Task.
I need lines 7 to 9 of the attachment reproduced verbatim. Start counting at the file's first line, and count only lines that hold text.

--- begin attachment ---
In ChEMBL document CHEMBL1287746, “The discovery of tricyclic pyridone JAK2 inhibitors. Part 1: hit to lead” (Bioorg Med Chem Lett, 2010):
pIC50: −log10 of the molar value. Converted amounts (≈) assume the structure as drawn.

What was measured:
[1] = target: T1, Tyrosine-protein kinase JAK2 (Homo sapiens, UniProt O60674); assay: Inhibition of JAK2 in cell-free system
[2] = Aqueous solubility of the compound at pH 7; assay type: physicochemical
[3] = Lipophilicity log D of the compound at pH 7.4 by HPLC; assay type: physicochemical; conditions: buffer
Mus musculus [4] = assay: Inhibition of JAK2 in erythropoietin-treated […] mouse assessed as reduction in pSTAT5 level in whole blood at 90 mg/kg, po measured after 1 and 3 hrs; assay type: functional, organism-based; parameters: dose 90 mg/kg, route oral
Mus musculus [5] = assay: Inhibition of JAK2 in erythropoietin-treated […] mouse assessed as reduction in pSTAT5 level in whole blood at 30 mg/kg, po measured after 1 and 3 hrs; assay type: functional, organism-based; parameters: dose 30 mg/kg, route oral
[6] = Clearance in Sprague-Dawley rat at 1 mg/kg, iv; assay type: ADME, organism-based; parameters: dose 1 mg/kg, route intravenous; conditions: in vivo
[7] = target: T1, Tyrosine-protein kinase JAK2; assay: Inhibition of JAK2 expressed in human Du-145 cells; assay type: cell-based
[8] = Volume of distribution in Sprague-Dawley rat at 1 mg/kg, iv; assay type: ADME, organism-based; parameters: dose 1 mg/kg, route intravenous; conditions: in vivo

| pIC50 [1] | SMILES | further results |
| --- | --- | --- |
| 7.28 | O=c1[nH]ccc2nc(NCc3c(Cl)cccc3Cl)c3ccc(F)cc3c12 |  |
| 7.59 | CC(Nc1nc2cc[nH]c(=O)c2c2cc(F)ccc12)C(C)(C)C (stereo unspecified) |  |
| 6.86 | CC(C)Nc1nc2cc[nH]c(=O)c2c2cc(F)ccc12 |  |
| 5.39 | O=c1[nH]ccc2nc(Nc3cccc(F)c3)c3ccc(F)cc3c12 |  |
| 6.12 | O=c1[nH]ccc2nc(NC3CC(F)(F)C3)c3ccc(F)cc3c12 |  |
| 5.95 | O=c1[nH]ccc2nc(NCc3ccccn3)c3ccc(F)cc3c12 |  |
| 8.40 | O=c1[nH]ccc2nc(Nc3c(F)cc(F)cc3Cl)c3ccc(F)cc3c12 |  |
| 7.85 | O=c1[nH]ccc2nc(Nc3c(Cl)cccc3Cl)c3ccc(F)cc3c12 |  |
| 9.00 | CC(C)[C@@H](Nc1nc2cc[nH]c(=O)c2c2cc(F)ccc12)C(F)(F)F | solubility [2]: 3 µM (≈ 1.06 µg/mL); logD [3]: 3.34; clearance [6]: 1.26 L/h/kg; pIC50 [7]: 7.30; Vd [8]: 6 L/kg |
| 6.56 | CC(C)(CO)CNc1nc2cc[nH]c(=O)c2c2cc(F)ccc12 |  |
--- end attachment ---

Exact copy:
Mus musculus [4] = assay: Inhibition of JAK2 in erythropoietin-treated […] mouse assessed as reduction in pSTAT5 level in whole blood at 90 mg/kg, po measured after 1 and 3 hrs; assay type: functional, organism-based; parameters: dose 90 mg/kg, route oral
Mus musculus [5] = assay: Inhibition of JAK2 in erythropoietin-treated […] mouse assessed as reduction in pSTAT5 level in whole blood at 30 mg/kg, po measured after 1 and 3 hrs; assay type: functional, organism-based; parameters: dose 30 mg/kg, route oral
[6] = Clearance in Sprague-Dawley rat at 1 mg/kg, iv; assay type: ADME, organism-based; parameters: dose 1 mg/kg, route intravenous; conditions: in vivo